I watch Survivor and see men and women cast away for 39 days. They suffer hunger, pain, sleep-depravation, loneliness, betrayal, and more to win $1,000,000 and often to prove something to themselves or others. They cry, they get angry, they laugh at times, they push themselves to the very limit, always talking about coming home with $1,000,000 and self-respect. Not everyone wants to be on Survivor, but watching that show can give us an idea of what the man in the parable felt. If someone came to you and simply told you that you could have $1,000,000 if you sold your house and all your possessions, would you be willing to do so? The kingdom of heaven is much greater than that, and in reality, most of us will never have to sell a thing. Instead, we must see it for what it is: priceless–invaluable, and then be willing to give all (even if we are never called upon to do so). I hope this year, as I grow in my Christian walk, I see God’s kingdom ever more valuable and may the joy that brings to my soul be such that I can easily part with whatever called upon to do. I hope the same for you.

High Commendation 1/12/19

Below are some articles, videos, etc. That I highly commend to you. I do not commend these simply because of the author or because of the subject, but because I have found value and help in reading or watching these. I will put a snippet of the article and then the link if you care to continue to read.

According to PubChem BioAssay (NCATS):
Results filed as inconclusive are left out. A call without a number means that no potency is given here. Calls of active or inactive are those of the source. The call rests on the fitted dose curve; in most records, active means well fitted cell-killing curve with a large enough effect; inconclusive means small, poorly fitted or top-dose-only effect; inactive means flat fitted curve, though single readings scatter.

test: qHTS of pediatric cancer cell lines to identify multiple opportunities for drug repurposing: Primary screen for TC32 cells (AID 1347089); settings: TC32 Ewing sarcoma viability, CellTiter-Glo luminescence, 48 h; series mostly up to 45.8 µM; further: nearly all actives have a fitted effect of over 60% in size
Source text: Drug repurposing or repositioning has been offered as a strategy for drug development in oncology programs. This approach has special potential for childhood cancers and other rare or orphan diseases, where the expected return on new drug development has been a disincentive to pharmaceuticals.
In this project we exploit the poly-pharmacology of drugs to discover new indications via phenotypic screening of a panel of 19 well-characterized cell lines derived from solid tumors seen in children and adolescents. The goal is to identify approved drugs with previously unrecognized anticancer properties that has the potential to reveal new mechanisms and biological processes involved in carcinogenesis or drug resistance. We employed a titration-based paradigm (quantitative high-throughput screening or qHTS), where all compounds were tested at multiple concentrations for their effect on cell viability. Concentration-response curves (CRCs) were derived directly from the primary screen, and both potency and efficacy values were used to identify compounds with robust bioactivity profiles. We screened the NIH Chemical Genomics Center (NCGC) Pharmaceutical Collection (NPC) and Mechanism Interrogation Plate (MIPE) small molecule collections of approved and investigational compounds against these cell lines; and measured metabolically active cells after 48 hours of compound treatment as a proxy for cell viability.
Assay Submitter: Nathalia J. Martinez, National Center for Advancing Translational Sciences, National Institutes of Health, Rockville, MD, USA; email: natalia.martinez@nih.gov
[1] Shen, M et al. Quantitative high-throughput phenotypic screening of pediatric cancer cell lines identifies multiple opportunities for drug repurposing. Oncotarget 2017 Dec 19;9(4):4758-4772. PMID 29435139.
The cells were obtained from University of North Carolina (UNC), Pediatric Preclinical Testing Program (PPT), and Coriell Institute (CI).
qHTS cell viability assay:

Jared Wilson explains why Christian movies are just plain bad. He has a number of points and I think it’s worth noting them. Much of it has to do with two different starting points (mindsets) of secular and Christian movies. And it isn’t what you may think.

Last month, while out at the movies, my wife and I happened to see trailers for two new movies produced by and for the Christian market — “faith-based films” they call them these days. Both trailers distilled their respective stories down to about 3 minutes of earnest dialogue snippets, tear-streamed dramatic moments, and inspirational footage of sports (basketball in one, track in the other). Throughout both trailers — which we saw on two different days before two different movies — the audience was audibly laughing. I was cringing. The paint-by-numbers aesthetic of the new wave of Christian movies persists in making the faith appear trite, inauthentic, corny, and — worst of all, as far as the culture goes — uncool.

To read more, click/tap on the link below:

Why Christian Movies Are So Terrible

 

Contrary to some, people who are dead and gone in Christian history are not old ghosts  who shouldn’t be read. In fact, many (not all) should be read, and then as always made sure that what they wrote in in accordance with Scripture. This is being Berean-esque. The following link is to a video (or transcript) of why we should read the puritans.

The Puritans have influenced me in huge ways throughout my life. I was nine years  old when I first came under conviction of sin. I felt my sinfulness, went to my dad’s bookcase, and I scanned all of his Puritan books. I saw The Life and Death of Mr. Badman by John Bunyan. I thought, Well, I’m a bad boy, so I better read that book. So, I made my way through it.

To watch the video click/tap on the link below:

Why Pastors (and All of Us) Should Read the Puritans

 

Below is a link to a Facebook video that I came across and found to be powerful. It is a young man evangelizing to the Jews in Israel. How he does it is simply astounding to me. To watch the video (you’ll need the sound on; the subtitles are too fast–at least for me) click/tap on the link below:

“The Forbidden” Chapter in the Hebrew Bible